As the writer, Elnathan John, put it, “the only difference between you and an IDP is that Boko Haram did not raid and sack the community you once lived in. That’s all.”

Nigerians like myself who are far from the crisis must resist the urge to ignore it simply because it seems to be happening at a distance—the same goes for the rest of the world. Let us instead tap into our shared humanity with the people of northeast Nigeria and act in accordance with this responsibility to help improve their immediate reality. Ask yourself what you can do. And do just that. I am asking myself too.

This isn’t a simulation. This is real life.

Make a donation; reach out; tell your friends about what’s going on in Nigeria; write about it; visit an IDP camp; call your Congressman.

Do something.


Words Matter

“She belongs to my kitchen and my living room and the other room,” said the President.

Each time I read these words, one person keeps coming to mind: my baby sister in Nigeria.

Taiwo, if you’re reading this, I want you to know–and believe–that you do not belong to any man’s kitchen, living room or bedroom. Not even if the man is a President.

You belong to any room that you dare to aspire to.

Dream big.

Speak your truths.

Do stuff.

And never give up on your ambitions because of any man. You are not here to cater to the fragile egos of men. You will rise above society’s expectations of women.

In a related but unrelated note: I don’t think America’s next President is going to be a man 🙂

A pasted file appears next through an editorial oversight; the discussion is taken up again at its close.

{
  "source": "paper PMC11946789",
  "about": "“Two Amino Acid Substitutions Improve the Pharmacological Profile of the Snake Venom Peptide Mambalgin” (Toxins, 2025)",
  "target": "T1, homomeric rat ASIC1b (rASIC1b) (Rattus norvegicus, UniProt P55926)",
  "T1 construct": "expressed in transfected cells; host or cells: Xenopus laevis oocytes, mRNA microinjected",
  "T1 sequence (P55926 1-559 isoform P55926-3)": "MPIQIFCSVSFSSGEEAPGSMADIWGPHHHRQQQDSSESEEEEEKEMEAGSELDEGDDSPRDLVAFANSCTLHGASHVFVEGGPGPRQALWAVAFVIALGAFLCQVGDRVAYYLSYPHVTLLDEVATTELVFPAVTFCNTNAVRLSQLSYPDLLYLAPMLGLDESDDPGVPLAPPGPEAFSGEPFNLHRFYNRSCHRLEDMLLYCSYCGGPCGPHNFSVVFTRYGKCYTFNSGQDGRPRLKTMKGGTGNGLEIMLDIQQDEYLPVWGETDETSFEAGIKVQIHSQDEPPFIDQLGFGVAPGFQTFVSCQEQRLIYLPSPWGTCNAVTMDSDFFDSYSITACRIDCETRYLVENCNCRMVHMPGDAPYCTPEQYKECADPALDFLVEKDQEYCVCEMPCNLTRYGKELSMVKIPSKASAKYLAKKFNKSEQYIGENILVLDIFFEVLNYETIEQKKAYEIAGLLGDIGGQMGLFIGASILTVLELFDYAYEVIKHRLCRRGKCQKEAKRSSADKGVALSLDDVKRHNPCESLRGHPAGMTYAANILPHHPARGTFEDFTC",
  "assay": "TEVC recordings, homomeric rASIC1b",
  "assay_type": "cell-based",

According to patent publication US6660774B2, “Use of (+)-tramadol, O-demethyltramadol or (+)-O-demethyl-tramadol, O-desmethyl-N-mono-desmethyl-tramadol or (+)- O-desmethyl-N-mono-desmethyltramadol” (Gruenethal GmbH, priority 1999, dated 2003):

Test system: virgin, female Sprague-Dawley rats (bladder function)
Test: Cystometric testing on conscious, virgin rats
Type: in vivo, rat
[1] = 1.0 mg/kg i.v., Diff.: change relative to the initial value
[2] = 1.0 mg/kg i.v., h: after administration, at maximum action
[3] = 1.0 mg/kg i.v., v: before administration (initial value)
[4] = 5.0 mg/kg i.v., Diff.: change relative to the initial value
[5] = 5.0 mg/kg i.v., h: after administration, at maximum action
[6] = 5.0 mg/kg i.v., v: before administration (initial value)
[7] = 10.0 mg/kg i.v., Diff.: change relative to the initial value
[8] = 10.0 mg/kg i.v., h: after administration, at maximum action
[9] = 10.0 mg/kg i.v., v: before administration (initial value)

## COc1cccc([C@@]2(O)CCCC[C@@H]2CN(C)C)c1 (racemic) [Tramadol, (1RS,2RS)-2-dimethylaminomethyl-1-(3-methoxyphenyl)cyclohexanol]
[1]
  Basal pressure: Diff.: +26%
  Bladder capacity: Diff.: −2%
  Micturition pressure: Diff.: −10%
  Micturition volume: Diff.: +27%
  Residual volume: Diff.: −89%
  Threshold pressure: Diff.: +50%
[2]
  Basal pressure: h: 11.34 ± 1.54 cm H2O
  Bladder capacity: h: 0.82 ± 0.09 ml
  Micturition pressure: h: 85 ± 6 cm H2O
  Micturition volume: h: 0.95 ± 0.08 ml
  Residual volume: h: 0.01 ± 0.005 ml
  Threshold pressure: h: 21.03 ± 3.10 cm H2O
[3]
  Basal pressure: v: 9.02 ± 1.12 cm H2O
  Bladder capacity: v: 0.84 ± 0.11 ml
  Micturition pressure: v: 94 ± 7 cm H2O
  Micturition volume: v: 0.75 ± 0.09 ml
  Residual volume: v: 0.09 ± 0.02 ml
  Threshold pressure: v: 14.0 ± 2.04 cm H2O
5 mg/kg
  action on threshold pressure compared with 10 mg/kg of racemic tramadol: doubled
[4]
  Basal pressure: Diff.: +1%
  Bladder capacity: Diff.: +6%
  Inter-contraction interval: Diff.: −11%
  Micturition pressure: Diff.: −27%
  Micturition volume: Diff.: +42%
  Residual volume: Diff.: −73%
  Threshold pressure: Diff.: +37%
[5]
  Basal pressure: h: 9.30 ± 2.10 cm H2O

My Public Apology to George

Dear George,

You must be surprised to hear from me at this time. I know. But I have a few words that I must say to you.

I am really really really sorry for my misguided comments about Drake’s most recent album, Views. A couple of months ago I had the following to say in a Facebook post:

“Taking a moment out of my day to acknowledge how underwhelming Drake’s #Views album really is. 20 tracks in yet I’m not really in my feels; I have not called my ex, and; I have not shed a single tear. This is quite tragic.”

Immediately I published that post, you expressed your disagreement in the strongest terms possible, arguing that Views is in fact Drake’s best work. In response, I said that you would need to prepare a PowerPoint presentation to justify your position. Oh, forgive me. I didn’t try to make you feel a way, and if I did, please know this: it wasn’t on purpose.

In all of this, you were clearly perplexed as to why I had failed to recognize—in your own words—The Beats. The Feels. The Evolution.

My brother, I have seen the light now.